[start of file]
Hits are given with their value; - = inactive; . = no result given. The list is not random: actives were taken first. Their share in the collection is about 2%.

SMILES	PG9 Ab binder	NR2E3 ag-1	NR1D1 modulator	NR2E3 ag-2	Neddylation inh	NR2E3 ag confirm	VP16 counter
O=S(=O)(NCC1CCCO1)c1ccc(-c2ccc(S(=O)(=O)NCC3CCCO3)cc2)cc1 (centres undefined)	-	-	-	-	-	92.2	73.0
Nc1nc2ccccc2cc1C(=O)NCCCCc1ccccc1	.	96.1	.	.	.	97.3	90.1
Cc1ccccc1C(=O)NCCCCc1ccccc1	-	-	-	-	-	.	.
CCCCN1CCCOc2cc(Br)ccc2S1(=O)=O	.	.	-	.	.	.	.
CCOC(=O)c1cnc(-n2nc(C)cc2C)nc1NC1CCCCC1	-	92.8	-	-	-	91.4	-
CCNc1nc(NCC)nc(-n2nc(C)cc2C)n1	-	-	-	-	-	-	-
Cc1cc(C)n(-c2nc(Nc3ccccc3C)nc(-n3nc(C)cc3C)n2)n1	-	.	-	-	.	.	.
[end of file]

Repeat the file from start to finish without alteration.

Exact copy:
Hits are given with their value; - = inactive; . = no result given. The list is not random: actives were taken first. Their share in the collection is about 2%.

SMILES	PG9 Ab binder	NR2E3 ag-1	NR1D1 modulator	NR2E3 ag-2	Neddylation inh	NR2E3 ag confirm	VP16 counter
O=S(=O)(NCC1CCCO1)c1ccc(-c2ccc(S(=O)(=O)NCC3CCCO3)cc2)cc1 (centres undefined)	-	-	-	-	-	92.2	73.0
Nc1nc2ccccc2cc1C(=O)NCCCCc1ccccc1	.	96.1	.	.	.	97.3	90.1
Cc1ccccc1C(=O)NCCCCc1ccccc1	-	-	-	-	-	.	.
CCCCN1CCCOc2cc(Br)ccc2S1(=O)=O	.	.	-	.	.	.	.
CCOC(=O)c1cnc(-n2nc(C)cc2C)nc1NC1CCCCC1	-	92.8	-	-	-	91.4	-
CCNc1nc(NCC)nc(-n2nc(C)cc2C)n1	-	-	-	-	-	-	-
Cc1cc(C)n(-c2nc(Nc3ccccc3C)nc(-n3nc(C)cc3C)n2)n1	-	.	-	-	.	.	.